First Annual Asian-American Jazz Festival Announced for October 30 – November 1
Over the years, Asian-Americans have been a big part of the American jazz scene, particularly on the West Coast. However, despite efforts on the part of artists like Jon Jang with his AsianImprov Records or Anthony Brown with his Asian-American Orchestra to establish a stronger identity for this subgroup of jazz players, and despite the influx of a new generation of gifted artists like Helen Sung, Hiromi and Grace Kelly, for the most part they have often gone unnoticed or unappreciated.
Organizers of the First Annual Asian-American Jazz Festival hope to change things. The Festival takes place October 30 – November 1 in downtown Los Angeles and includes performances by Hiromi, Charmaine Clamor, Korean group Prelude and Mon David, and many other Asian American artists.
Festival director Paul Im told JT that the idea for the festival came from his regular job as the presenter or talent booker at the Café Metropole in Los Angeles. “What I noticed was that there were a lot of Asian-American artists doing great things both locally and nationally. They were making significant inroads in the jazz world. I decided to present a festival in one cohesive way.” He said that the festival started small when he first discussed it with his cohorts back in December 2008, but that things changed in due time. “We were just going to present some shows at the club, but it sort of grew.”
Even though Im is an Asian-American and an experienced music and art presenter, he said that even he was surprised at how many talented Asian-American jazz artists were out there. “The more I did it, the more it reinforced by original vision for the festival. I realized that there were all these artists from all different communities, not just in Los Angeles, and in time I made more and more connections. It’s been a great experience for me.” In case you’re wondering why an artist like Hiromi, a native Japanese citizen, is part of the festival, Im said that they made a conscious choice for the festival to include international artists who are making an impact on the U.S. jazz scene. “I wanted the festival to be as inclusive as possible. Jazz has always been an inclusive and multi-cultural music. It came from a country of immigrants. Every culture can come into jazz and make its statement and even change the music somehow. And I noticed that many of our artists have strong ties to Asian culture. There is truly interconnected identity among the musicians and communities.”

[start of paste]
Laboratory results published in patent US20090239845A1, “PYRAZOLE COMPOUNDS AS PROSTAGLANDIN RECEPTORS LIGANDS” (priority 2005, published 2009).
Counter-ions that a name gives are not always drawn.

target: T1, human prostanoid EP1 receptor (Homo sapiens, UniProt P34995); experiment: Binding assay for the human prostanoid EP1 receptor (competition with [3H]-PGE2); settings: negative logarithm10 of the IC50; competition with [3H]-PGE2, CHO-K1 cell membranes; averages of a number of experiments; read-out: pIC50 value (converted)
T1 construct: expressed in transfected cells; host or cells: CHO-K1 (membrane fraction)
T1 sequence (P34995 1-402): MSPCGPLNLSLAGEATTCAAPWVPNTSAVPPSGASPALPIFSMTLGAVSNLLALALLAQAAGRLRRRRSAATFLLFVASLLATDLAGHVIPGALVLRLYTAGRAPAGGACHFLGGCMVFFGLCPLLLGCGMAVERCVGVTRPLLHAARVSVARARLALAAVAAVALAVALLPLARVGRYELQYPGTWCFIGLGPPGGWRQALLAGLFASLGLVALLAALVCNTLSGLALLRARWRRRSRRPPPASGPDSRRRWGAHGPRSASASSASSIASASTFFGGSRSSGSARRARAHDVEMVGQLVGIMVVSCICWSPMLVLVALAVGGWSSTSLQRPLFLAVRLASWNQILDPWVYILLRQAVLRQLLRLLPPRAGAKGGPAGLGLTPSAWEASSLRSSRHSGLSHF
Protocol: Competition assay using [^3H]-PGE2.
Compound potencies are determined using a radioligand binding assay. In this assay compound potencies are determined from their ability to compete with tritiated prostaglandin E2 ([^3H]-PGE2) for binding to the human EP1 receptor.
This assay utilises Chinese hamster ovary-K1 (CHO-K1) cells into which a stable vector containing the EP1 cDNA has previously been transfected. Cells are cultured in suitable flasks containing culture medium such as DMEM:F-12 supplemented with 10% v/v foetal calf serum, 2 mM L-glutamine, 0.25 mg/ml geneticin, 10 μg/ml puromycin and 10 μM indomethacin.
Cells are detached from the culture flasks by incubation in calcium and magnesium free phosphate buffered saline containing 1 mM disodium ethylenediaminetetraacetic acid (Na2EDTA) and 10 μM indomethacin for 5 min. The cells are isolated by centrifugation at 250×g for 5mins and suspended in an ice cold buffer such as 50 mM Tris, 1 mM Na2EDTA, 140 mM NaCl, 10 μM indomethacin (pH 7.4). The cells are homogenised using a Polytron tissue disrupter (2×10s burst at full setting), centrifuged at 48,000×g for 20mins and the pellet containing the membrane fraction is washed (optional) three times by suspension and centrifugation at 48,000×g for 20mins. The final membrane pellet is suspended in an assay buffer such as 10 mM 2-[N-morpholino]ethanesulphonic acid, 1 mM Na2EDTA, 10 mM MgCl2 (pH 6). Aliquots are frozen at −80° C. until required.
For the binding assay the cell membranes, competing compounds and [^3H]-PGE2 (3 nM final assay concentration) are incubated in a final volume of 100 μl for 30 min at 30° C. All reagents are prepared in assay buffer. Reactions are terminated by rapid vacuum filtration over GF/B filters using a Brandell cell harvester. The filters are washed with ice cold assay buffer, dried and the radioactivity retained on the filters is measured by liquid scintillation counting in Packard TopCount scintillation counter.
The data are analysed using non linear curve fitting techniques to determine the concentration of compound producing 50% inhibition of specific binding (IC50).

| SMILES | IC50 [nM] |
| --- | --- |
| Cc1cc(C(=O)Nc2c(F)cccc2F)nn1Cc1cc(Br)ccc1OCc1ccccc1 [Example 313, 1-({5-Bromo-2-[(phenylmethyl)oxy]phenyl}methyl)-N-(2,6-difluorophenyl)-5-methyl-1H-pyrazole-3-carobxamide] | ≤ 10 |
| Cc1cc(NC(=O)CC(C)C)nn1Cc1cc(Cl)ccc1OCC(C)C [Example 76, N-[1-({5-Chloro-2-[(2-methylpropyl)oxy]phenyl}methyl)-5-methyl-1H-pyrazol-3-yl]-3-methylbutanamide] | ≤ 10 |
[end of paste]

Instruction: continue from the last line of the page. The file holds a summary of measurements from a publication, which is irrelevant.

Connecting the communities was an important goal for Im, not just for the higher idealistic purpose, but also for the basics of audience development. Im said that the festival is relying on support from the local Asian-American communities for both an audience and sponsorship. “Did you know that Koreatown in Los Angeles has the largest number of Korean-Americans currently in the U.S.? So far the local Japanese, Korean and Filipino communities have been so supportive. We’ve gotten lots of media coverage and have plenty of sponsorship from local organizations and individuals.” Even the artwork is done by an Asian-American, Brian Wong, a jazz composer and pianist who is also performing at the festival.
The festival takes place on Friday and Saturday with 12-14 artists performing at Café Metropole and on Sunday the festival moves to a bigger venue for two shows at the Japanese-American National Museum’s outdoor amphitheatre. For more information about the festival, you can visit the festival’s web site.